The New York Knicks entered this past offseason by firing a Hall of Famer, and they capped it by trading away a likely Hall-bound player.

Yet, somehow, their 2017-18 season is set to begin Thursday with as much stability as this franchise has seen in years.

With a young franchise player flanked by fellow 20-somethings and a veteran coach now free to run the team without former team president Phil Jackson’s triangle offense getting in the way, the Knicks appear more committed than ever to building the team slowly and fostering success naturally.

That won’t translate into immediate success. While the Knicks aren’t expected to challenge for a postseason berth, here are three reasons to keep an eye on this team through April ahead of their season opener on the road against the Oklahoma City Thunder.

KP’s time to shine

The Kristaps Porzingis era has officially arrived. The 22-year-old big man, who can do things with a basketball no other 7-3 human can hope to pull off, is now out of the shadow of Carmelo Anthony. Incidentally, Melo will be in an Oklahoma City uniform Thursday against his former team after being dealt for a package of young players and a draft pick.

Porzingis raised his scoring average by nearly four points to 18.1, scoring at a higher per-minute rate as well, in his second NBA season. But most of that was done while sharing the ball with Anthony, the erstwhile Knicks tentpole.

Now as the top option in Jeff Hornacek’s up-tempo offense, look for the Latvian forward to join the East’s elite frontcourt talent and earn his first All-Star nod.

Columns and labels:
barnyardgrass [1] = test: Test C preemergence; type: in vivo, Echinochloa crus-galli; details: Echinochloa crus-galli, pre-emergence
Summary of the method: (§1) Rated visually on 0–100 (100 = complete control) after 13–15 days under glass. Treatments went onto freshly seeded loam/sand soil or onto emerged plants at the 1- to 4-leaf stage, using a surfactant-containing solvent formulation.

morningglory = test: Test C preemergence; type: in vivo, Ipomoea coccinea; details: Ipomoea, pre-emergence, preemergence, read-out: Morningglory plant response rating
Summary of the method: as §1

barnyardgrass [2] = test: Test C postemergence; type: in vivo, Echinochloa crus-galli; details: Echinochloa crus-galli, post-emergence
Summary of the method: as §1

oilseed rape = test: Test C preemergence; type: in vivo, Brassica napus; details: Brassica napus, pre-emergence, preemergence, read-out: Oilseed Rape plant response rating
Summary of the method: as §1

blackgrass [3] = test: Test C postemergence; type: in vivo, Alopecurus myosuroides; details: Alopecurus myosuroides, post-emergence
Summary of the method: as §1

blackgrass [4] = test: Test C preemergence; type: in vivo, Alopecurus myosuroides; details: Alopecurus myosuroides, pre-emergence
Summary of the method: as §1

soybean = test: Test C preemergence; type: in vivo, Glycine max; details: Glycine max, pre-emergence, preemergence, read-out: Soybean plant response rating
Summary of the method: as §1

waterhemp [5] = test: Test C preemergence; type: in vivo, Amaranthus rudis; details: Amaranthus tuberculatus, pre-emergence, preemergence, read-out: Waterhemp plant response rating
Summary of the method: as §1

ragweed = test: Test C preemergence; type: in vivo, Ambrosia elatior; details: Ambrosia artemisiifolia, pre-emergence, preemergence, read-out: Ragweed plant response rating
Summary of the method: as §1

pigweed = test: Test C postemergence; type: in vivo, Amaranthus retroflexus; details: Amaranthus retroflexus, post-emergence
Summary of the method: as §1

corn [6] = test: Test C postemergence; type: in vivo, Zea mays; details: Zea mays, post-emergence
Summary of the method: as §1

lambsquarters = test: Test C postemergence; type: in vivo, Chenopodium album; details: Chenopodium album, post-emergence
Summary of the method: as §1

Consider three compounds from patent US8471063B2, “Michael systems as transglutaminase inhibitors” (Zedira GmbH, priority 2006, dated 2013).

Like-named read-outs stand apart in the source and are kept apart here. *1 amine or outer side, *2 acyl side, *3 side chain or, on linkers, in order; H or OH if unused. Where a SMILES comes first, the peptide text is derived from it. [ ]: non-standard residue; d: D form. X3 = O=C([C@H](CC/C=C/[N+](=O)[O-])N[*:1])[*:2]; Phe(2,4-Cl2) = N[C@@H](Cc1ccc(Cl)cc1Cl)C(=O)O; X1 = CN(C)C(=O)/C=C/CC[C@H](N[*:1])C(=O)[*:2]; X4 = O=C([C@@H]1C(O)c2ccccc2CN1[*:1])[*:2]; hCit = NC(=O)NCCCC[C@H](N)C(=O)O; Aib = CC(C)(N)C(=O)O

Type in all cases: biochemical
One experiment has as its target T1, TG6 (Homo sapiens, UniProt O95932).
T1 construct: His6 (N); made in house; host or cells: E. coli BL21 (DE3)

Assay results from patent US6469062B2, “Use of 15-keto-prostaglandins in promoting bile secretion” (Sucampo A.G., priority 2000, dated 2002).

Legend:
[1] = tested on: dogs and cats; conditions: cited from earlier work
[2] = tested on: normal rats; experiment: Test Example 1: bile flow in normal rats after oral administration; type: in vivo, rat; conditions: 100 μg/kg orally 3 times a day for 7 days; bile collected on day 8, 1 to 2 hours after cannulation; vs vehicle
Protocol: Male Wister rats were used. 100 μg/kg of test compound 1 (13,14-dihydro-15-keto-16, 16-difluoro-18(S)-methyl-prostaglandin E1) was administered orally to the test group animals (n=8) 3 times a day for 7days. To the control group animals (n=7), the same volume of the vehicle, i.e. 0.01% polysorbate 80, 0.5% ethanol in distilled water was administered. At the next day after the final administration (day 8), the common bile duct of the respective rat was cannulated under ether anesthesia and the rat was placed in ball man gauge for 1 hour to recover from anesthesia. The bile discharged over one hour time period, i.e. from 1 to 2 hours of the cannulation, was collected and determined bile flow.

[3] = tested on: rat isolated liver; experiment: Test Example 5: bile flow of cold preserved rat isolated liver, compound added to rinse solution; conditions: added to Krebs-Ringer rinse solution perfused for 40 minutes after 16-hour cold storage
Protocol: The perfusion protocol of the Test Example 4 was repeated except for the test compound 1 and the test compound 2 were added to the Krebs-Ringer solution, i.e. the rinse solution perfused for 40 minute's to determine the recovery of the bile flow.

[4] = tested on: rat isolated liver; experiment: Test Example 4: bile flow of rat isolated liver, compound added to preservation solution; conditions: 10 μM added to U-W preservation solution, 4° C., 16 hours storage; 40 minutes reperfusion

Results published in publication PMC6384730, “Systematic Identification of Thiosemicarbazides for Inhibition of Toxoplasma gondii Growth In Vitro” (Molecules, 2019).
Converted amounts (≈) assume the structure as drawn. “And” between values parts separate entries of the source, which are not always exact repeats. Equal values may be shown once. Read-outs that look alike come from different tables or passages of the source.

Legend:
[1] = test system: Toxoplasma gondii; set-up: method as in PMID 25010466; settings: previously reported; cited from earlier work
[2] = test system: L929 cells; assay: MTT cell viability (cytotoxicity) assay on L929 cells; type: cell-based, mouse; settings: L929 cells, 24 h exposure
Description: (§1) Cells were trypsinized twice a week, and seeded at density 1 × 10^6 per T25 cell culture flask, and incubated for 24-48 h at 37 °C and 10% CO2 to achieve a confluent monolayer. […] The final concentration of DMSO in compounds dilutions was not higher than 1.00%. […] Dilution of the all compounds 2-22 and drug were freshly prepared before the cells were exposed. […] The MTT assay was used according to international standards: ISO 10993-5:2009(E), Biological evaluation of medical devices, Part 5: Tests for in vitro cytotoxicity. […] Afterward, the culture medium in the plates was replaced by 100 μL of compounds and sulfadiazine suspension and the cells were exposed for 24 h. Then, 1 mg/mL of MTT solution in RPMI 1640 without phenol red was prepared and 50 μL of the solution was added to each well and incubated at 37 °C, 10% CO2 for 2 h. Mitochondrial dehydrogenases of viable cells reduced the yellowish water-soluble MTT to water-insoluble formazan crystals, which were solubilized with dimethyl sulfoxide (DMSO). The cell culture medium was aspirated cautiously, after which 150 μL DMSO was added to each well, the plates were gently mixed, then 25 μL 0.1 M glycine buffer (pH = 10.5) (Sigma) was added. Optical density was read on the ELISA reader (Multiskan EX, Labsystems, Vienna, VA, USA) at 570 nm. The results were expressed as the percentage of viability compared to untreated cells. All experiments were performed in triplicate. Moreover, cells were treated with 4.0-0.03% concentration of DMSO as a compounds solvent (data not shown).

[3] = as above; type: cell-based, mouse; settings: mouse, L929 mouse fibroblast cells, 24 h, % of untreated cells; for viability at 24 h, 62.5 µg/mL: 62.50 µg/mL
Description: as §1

Hardaway’s home

Inconsistency marked the first two season of Tim Hardaway Jr.’s career, leading his a trade to the Atlanta Hawks on draft night two years ago. After struggling for minutes at first, he flourished last season and averaged 18 points over the final three months of the season.

The surge netted him a four-year, $71 million contract to return to the Big Apple and score from the wing. On nights when Porzingis isn’t the team’s top scorer, the expectation is Hardaway will be the one ahead of him most of the time.

Hardaway, 25, did not improve markedly on defense during his two years in Atlanta, so it will be up to starting guards Courtney Lee and rookie Frank Ntilikina to pick up the slack on the perimeter.

Centers of attention

Last year’s brightest revelation in an ugly 31-51 Knicks campaign was Willy Hernangomez. The 6-11 center, a 2015 second-round pick, was selected to the All-Rookie First Team after averaging 8.2 points and seven rebounds over 18.4 minutes. With an expected uptick in minutes and the typical progress of a 23-year-old, he could become a double-double threat on a nightly basis.

The Spaniard’s biggest threat in terms of minutes played is Enes Kanter, the top player acquired for Melo. The 25-year-old Turkish scoring machine ranked 16th last season in scoring rate, albeit while playing 21.3 minutes a night. He’s not one to stretch the floor, but rather scores from the low post like centers of yore. Just don’t expect to like his defense.